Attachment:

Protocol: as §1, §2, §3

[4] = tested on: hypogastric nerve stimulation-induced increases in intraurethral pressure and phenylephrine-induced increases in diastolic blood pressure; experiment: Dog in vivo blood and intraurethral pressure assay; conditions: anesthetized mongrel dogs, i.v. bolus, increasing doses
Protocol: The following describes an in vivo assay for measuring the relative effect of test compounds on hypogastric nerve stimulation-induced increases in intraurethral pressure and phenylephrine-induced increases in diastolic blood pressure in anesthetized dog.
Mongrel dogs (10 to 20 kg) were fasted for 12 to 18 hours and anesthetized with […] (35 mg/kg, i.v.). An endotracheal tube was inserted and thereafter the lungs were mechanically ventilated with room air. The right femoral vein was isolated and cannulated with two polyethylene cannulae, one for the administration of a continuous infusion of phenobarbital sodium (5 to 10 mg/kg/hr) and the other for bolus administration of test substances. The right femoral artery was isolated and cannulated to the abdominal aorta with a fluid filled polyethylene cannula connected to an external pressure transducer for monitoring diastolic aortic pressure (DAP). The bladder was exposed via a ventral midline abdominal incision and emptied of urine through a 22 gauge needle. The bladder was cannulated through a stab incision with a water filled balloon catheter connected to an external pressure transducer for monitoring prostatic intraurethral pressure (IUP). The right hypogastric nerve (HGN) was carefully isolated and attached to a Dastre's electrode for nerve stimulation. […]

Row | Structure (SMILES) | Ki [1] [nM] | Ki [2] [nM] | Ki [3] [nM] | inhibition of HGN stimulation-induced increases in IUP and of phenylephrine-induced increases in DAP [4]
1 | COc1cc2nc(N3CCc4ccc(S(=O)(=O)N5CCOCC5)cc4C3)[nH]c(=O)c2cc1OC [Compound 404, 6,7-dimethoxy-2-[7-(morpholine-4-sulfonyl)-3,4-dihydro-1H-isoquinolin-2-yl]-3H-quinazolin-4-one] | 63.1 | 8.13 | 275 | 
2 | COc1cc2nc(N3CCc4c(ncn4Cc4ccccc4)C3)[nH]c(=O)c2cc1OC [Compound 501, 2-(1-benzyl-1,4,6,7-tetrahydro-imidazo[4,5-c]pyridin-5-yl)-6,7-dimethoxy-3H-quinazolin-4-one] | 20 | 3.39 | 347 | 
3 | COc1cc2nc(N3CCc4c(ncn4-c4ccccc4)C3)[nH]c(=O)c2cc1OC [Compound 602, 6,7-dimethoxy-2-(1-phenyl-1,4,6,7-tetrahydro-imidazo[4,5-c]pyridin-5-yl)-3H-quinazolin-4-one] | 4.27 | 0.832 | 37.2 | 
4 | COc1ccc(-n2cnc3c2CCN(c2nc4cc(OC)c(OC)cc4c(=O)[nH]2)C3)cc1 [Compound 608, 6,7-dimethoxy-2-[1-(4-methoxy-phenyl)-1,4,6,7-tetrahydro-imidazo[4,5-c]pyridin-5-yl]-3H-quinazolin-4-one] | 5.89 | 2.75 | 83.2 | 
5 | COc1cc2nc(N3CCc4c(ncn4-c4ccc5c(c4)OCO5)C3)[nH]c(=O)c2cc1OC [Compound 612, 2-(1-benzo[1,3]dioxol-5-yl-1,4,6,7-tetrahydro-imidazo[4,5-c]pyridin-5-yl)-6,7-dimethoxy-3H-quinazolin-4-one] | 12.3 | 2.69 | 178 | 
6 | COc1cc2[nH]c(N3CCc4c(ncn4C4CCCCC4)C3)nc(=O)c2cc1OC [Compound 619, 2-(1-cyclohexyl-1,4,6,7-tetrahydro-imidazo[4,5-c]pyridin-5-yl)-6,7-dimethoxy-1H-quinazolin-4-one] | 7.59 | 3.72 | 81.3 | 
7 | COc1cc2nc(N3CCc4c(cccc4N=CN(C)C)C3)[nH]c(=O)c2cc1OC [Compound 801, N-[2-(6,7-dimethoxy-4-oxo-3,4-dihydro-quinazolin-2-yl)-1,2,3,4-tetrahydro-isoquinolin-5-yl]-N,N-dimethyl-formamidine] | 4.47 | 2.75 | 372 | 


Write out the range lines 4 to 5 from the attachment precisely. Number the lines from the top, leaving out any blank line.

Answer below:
Mongrel dogs (10 to 20 kg) were fasted for 12 to 18 hours and anesthetized with […] (35 mg/kg, i.v.). An endotracheal tube was inserted and thereafter the lungs were mechanically ventilated with room air. The right femoral vein was isolated and cannulated with two polyethylene cannulae, one for the administration of a continuous infusion of phenobarbital sodium (5 to 10 mg/kg/hr) and the other for bolus administration of test substances. The right femoral artery was isolated and cannulated to the abdominal aorta with a fluid filled polyethylene cannula connected to an external pressure transducer for monitoring diastolic aortic pressure (DAP). The bladder was exposed via a ventral midline abdominal incision and emptied of urine through a 22 gauge needle. The bladder was cannulated through a stab incision with a water filled balloon catheter connected to an external pressure transducer for monitoring prostatic intraurethral pressure (IUP). The right hypogastric nerve (HGN) was carefully isolated and attached to a Dastre's electrode for nerve stimulation. […]

Row | Structure (SMILES) | Ki [1] [nM] | Ki [2] [nM] | Ki [3] [nM] | inhibition of HGN stimulation-induced increases in IUP and of phenylephrine-induced increases in DAP [4]